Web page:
Job interview clichés with a career lion twist
Just as you think one major week has been conquered, the next challenge awaits. In my case the opportunity rose to get more involved in my company’s youth network as a board member positioned opened up. The vacancy described it required a motivational letter in order to receive an invitation for a job interview. After some consideration whether I would be able to make time for such a position, I figured the opposite of happiness is boredom. I would definitely not be bored taking on a new responsibility. So, I gave it a go and here we are, I got to the next round. Now that means I actually need to go to the interview and prepare myself.
While I don’t budge when it comes to giving presentations, standing in front of a camera or facilitating a session for 30 asphalt fanatics, job interviews scare the crap out of me. In my world, it is one of the most stressful things to have. In preparation for the interview, I came across a lot of clichés and repetitive tips and tricks. To spare you the weeding and stating the obvious, I gave a #careerlion twist to the five golden tips to help you make a lasting impression during your next interview.
CLICHE 1: “Be yourself”
Probably the biggest cliché of them all. The take away here is that a job interview is a chance to showcase your personality. I believe personality is what prevails and can differentiate you from the other candidates. Skills for one can be taught, and chances are that your skills are pretty similar among all candidates. Given that these are usually taken into account before an interview invitation is offered. The most important thing here is to find a balance with being authentic and use proper emotional intelligence, since it takes place in professional setting and just being your full-blown self might result in embarrassing situations.
CLICHE 2: “Strengths and weaknesses”
One of the frequently asked questions during job interviews is: What are your strengths and weaknesses. What I’ve learned during an application course and stuck by me, is that recruiters are looking whether you have some self-knowledge and know how to deal with your competences and development points. A method to use here is the 80/20 rule when describing your qualities. For example: One of my weaknesses is my impatience. Most of the time I have it under control and I actually turn it into a strength as I use it as drive to make deadlines and motivate my team to stick to it.
CLICHE 3: “What is your added value to a team”
We’re all crazy about teams. Scrum teams, management teams, projects teams, all sorts of teams. As the African proverb says: “If you want to go fast, go alone. If you want to go far, go together”. Therefore, it is important to understand what you can bring to a team. In terms of skills, but also personality. If I can speak for myself, I think I bring a lot of energy to a group as I have the ability to enthuse. Luckily colleagues confirm this periodically. When it comes to my role in a team I am a Resource Investigator according to Belbin and score high on the yellow, red and blue colours of Insights Discovery. This means that I enjoy taking a extraverted role and it is expressed in facilitating creative sessions (yellow), project leading decision-making (red) and data-analytical traits (blue). Having a high score on three of the four colours also means I adjust to the team’s need. You can find more on team roles and personality tests here.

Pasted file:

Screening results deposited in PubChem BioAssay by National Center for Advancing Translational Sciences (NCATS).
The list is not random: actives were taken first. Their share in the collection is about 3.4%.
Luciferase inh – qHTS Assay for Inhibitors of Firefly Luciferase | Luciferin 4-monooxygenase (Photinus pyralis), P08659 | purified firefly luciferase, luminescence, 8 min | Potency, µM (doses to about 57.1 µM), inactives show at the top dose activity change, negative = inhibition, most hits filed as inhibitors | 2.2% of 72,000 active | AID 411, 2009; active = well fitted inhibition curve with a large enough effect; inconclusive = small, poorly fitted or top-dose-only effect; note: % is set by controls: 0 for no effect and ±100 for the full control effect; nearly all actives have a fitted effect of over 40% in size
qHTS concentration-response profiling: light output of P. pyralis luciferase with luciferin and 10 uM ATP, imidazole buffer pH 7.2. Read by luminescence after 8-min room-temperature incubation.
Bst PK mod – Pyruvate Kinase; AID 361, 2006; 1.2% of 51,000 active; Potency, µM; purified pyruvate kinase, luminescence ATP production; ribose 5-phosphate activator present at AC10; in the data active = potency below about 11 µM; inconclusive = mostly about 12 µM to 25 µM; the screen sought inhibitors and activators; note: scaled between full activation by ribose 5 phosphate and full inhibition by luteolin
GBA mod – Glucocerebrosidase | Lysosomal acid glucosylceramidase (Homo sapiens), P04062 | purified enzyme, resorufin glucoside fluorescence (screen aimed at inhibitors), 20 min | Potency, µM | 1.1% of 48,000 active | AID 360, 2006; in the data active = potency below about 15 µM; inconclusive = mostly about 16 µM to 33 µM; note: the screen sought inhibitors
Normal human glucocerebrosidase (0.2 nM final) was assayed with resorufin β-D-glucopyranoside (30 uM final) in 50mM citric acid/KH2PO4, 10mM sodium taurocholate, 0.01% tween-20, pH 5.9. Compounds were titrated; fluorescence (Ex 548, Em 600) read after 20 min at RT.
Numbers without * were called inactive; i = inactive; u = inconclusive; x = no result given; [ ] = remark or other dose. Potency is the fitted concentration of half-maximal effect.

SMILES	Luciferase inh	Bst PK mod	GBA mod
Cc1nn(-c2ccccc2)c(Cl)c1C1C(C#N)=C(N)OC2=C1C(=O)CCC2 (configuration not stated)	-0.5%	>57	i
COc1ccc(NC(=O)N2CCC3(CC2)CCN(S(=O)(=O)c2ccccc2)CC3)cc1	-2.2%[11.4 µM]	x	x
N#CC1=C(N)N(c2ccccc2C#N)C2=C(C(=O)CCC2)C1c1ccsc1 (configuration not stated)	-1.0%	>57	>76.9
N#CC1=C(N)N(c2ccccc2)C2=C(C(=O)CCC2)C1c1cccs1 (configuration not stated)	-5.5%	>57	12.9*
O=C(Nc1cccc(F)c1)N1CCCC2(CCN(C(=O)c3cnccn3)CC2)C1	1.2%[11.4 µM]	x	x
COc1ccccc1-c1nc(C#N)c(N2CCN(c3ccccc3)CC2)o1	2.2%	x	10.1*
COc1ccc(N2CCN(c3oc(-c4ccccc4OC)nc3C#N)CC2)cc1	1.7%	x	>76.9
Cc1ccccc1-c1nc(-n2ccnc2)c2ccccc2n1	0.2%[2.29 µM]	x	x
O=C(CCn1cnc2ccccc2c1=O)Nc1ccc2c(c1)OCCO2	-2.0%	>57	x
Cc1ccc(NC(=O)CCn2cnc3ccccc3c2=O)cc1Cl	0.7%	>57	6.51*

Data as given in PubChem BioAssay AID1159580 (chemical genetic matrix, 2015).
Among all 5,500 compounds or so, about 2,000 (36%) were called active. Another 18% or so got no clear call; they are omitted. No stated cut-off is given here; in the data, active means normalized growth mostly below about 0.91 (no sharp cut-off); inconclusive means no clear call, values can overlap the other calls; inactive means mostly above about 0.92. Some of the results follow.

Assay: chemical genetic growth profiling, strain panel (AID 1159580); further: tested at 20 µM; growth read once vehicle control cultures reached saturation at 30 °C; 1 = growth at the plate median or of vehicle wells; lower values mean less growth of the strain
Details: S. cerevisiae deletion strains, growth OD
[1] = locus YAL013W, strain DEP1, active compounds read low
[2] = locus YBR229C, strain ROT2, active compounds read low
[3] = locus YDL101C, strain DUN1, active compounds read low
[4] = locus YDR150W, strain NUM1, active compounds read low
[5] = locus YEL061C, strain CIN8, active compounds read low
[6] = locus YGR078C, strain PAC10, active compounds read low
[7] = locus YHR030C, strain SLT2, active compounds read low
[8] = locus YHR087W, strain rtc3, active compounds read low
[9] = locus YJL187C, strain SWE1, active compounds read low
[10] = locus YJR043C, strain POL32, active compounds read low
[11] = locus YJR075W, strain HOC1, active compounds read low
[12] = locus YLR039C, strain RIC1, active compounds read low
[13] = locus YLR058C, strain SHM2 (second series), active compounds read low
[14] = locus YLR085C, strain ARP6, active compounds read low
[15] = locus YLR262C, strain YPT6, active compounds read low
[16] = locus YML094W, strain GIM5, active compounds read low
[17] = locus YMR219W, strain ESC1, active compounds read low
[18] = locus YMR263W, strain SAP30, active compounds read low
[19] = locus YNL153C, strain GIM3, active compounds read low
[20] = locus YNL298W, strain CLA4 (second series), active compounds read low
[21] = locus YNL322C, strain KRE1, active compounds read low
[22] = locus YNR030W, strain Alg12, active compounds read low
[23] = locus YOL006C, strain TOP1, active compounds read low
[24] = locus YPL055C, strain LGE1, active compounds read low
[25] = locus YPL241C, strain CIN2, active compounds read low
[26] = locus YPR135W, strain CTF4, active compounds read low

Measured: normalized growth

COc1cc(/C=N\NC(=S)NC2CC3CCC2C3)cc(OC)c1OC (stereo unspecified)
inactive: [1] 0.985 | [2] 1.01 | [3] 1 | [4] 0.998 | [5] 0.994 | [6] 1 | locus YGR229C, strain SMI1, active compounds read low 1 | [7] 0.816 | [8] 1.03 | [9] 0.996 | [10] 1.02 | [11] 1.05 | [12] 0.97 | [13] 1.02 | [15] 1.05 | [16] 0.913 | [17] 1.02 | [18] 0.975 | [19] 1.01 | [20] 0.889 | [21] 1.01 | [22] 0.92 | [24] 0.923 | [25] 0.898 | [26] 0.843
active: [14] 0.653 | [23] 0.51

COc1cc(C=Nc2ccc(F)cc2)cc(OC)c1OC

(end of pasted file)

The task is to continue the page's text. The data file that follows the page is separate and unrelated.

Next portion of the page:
CLICHE 4: “What is your motivation to work for this company/in this industry/apply for this position?”
Simon Sinek’s Golden Circle can be applied to formulate an answer to this question. According to Sinek, this type of argumentation works as it moves some instructive gut feeling rather than just give a rational reply. Instead of explained WHAT you would like to achieve and HOW to achieve it, the Golden Circle starts with WHY, then HOW and WHAT. This type of argumentation is used by for example Apple and explains partly why Apple fanatics are drawn towards the product in contrast to Dell users. Simon Sinek’s TED talk about the Golden Circle can be found here.
My motivation was as follows: I feel passionate about the construction industry and am especially involved when it comes to development and innovation. I think it is important to convey this passion and to let people know how much fun it is to work in this industry, especially in this company (WHY). I would enjoy doing this by connecting different groups of people and being the link between people and technology (HOW). A position in the board and creating events would be nice way to express this (WHAT).
CLICHE 5: “Give an example where…”
As competencies and personal qualities are mainly vague terms, it is often asked to give a concrete example of a situation where the competency or personal quality prevailed. A widely used method for this is the STAR-method that we’ve discussed before.
With this method is asked about a concrete Situation, what your Task was, how you Acted and what the Result of you action was. Off course, this method can be used more versatile than just to illustrate competencies.
Off course all my personal examples can be replaced with your skills, competencies, passion, quality and personality traits in preparation of your next adventure. I will hear coming week whether my interview was good enough to get me the position, which is exciting. What are your golden tips to make a lasting impression during an interview?
EDIT 1 FEB: I actually got the position, so I must have done something right in my preparation :)